Although not quite at the level of profundity of his teacher Gustav Leonhardt's recording, Kenneth Gilbert's 1983 recording of Book 1 of Bach's The Well-Tempered Clavier does have a style and polish that Leonhardt's too often lacked. Thus, while Leonhardt goes further into some of the minor-key fugues to find intellectual and spiritual depths that Gilbert does not plumb, Gilbert's playing is so much more elegant and graceful than Leonhardt's that it is difficult to choose between them. For listeners who approach The Well-Tempered Clavier as a volume of virtuoso works whose success depends on the effortless refinement of the player, the Gilbert, with its superbly remastered sound, will be the one to get. For listeners who approach The Well-Tempered Clavier as a volume of prayers written as preludes and fugues, the Leonhardt will be preferable. Both are superb and both belong in any Bach collection.
Dantone opens book two with an exceptionally tender interpretation of the first prelude; this work is often played too quickly, too aggressively, but Danton is very humble in his performance of this piece, he lets the music take over rather than directing it too rigidly. His performance of the C sharp major prelude is a gem - his ornamentation is fresh and delightful, his phrasing subtle and inventive. He takes this piece and gives it new life, infusing it with joy and happiness. Even the following fugue takes on this tone, in spite of the radical difference between the two pieces.
Ottavio Dantone studied organ and harpsichord at and graduated from the Conservatory "G. Verdi" in Milan. Beginning his career at a young age, Dantone dedicated his studies to early music and to collaborating with various orchestras, acquiring considerable experience in basso continuo, in the art of which he is now considered an authority. In 1985, he was awarded the basso continuo prize at the International Paris Festival and in 1986, he received an award at the International Bruges Festival (two of the most renowned harpsichord festivals in the world).
Ten years ago Angela Hewitt recorded a version of The Well-Tempered Clavier Book I which dazzled the critical world and record-buying public. It was followed shortly afterwards by Book II which was similarly received. Now, fresh from her Bach World Tour—in which she performed the complete Well-Tempered Clavier from August 2007 until the end of October 2008 in 58 cities in 21 countries on six continents—Angela has made an entirely new recording of this most iconic of keyboard works.
As a young pianist, András Schiff earned wide esteem for his 1980s recordings of the major keyboard works of J.S. Bach; in recent years, as part of his long term relationship with ECM, he has gone back to Bach as a sage veteran, earning more acclaim for his New Series recordings of the Goldberg Variations (2003) and the six Partitas (2009). Now, using his own Steinway, Schiff turns his focus to the 48 preludes and fugues of The Well-Tempered Clavier, making studio recordings in Lugano of both books for this 4-CD set.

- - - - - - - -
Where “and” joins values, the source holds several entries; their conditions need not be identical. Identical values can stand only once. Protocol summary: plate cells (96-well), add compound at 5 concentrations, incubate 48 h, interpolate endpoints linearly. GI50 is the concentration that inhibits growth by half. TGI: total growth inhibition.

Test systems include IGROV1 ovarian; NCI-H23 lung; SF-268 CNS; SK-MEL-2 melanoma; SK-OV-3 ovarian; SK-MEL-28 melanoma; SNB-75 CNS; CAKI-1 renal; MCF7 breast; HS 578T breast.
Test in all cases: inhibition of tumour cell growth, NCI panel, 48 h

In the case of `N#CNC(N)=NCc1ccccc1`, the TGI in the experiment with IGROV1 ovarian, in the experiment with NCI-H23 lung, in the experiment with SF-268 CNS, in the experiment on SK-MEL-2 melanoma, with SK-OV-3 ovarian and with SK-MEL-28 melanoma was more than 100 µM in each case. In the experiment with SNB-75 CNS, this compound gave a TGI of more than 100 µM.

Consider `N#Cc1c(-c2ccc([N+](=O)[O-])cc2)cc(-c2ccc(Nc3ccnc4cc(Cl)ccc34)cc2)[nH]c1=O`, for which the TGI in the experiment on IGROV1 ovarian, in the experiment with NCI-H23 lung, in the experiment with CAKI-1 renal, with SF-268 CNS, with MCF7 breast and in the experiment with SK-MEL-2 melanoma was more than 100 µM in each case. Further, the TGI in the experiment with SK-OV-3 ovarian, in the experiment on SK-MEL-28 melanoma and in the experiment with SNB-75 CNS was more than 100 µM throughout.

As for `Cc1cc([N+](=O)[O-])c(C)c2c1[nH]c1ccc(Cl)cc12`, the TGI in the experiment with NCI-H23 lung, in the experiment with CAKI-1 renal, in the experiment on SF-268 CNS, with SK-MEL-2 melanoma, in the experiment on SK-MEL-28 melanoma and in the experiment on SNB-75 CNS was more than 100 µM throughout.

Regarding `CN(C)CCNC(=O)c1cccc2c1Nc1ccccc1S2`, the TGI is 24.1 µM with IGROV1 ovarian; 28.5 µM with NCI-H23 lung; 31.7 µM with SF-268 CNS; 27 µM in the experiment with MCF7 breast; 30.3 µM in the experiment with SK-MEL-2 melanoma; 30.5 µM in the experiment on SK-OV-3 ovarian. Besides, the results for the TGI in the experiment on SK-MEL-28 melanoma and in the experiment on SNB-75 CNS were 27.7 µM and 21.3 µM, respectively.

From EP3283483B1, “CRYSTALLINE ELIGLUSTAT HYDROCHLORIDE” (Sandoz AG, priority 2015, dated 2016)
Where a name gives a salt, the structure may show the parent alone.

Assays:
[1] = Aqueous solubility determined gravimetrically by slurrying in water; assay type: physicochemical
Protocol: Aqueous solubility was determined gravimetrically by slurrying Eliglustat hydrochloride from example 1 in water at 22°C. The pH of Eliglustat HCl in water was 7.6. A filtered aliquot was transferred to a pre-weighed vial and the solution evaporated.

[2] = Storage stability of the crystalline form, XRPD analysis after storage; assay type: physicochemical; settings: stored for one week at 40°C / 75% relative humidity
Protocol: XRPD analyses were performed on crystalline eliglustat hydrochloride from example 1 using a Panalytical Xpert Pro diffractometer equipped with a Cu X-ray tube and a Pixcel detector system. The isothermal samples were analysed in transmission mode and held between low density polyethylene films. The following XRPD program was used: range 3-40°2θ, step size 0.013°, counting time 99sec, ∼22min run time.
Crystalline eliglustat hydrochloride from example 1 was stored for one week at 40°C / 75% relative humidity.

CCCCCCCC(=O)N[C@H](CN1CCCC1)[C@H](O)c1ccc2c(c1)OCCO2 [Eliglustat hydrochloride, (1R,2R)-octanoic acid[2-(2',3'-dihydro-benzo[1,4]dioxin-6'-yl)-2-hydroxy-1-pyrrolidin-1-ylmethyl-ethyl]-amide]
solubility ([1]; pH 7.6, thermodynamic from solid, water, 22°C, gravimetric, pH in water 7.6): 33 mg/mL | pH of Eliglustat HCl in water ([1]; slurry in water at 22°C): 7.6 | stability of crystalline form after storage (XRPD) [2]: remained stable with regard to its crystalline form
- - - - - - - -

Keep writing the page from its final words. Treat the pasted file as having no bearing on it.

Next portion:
The Well-Tempered Clavier (Das Wohltemperirte Clavier in the original German title), BWV 846–893, is a collection of solo keyboard music composed by Johann Sebastian Bach. He first gave the title to a book of preludes and fugues in all 24 major and minor keys, dated 1722, composed "for the profit and use of musical youth desirous of learning, and especially for the pastime of those already skilled in this study." Bach later compiled a second book of the same kind, dated 1742, but titled it only "Twenty-four Preludes and Fugues." The two works are now usually considered to comprise The Well-Tempered Clavier and are referred to respectively as Books I and II. The Well-Tempered Clavier is generally regarded as one of the most influential works in the history of Western classical music...
There's little competition for the best recordings of Bruch's symphonies, but what competition there is is stiff, very, very stiff. On one side, there are Kurt Masur's opulent accounts with the Leipzig Gewandhaus Orchester from the late '80s, on the other, there are James Conlon's urgent readings with the Gurzenich-Orchester Kölner Philharmoniker from the mid-'90s. And yet Michael Halász and the Staatskapelle Weimar have found a way to top them both by delivering performances of surpassing warmth and beauty that still have unstoppable drive and momentum in this 2008 recording of Bruch's First and Second symphonies. One is reminded here and there of the composer of the famous violin concertos, but for the most part, Halász turns in performances of such conviction and authority that it makes one think Bruch's reputation as a symphonist has been seriously underestimated for the past century and a half. Captured in clear, colorful digital sound, this disc deserves to be heard by all fans of 19th century German symphonic music.
In an age of artistic conformity, Jan Dismas Zelenka (1679-1745) had a refreshingly individual voice. In his own time he was described as 'a reserved, bigoted Catholic, but also a respectable, quiet, unassuming man, deserving of the greatest respect'. His music earned Bach's respect for its serious contrapuntal procedures; today's listeners, though, are more immediately charmed by Zelenka's quirky turns of phrase and flashes of original genius. There are plenty of these in the Passion oratorio Gesù al Calvario (1735), one of the composer's three late oratorios. This is an essentially contemplative oratorio. All the 'action' is concentrated into a single scene in which the three Marys and St John are waiting on the Mount of Calvary for Jesus after he has been sentenced to death. The crucifixion itself is not depicted, just the emotional reactions to it.